Recently, the United States District Court for the Northern District of California issued an important opinion in the case of Bell Prods. v. Hosp. Bldg. & Equip. Co. The court ruled that the Federal Arbitration Act (FAA) preempts a California state statute that requires that arbitration proceedings must remain in state. The decision could potentially have significant ramifications for California businesses and contractors who deal with out of state firms.
According to a report from the Los Angeles Times, Southern California Edison, the single largest subsidiary company of the Edison Corporation, has been awarded $125 million by a three-person arbitration panel. Originally, the company and its business partners were seeking more than $7 billion in damages from Mitsubishi Heavy Industries. While the arbitration panel agreed that additional financial damage occurred, a liability cap in the underlying contract limited the recovery.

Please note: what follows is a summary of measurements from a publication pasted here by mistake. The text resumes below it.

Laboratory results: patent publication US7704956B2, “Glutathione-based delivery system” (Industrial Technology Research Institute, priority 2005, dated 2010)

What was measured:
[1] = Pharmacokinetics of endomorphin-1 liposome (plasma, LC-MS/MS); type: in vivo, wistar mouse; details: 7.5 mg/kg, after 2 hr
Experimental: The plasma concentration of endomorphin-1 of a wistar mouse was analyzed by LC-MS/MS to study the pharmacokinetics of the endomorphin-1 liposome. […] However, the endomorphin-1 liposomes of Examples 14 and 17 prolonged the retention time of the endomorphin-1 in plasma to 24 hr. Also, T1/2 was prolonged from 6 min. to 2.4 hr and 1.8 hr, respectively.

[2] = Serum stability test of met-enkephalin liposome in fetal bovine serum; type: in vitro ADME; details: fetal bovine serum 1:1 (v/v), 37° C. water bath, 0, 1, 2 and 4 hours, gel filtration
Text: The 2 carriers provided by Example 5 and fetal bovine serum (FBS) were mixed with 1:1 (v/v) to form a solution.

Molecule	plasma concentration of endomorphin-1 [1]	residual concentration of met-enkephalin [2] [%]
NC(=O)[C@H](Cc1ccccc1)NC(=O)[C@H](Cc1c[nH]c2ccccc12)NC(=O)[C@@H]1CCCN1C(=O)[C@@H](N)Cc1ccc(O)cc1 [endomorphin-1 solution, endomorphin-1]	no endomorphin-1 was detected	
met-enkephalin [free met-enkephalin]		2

A new California law which went into effect on January 1st, 2017 adds a new section (Section 925) to the California Labor Code and it restricts some employer rights. Employers are now no longer able to require out-of-state adjudication or arbitration in employment contracts. This applies to the contracts of all employees who reside primarily within the state of California. Employers with questions about the effects of this new law should consult with an experienced San Jose business law attorney to ensure that their firm is always in full compliance.
In today's world, business or contract disputes arise in a variety of forms. Business disputes can range from unfair competition to violations of trade secrets. Contract disputes often involve breach of contract, rescission, reformation and even subrogation, among others issues. But many businesses are unaware of the several alternatives to filing a lawsuit to settle such a dispute.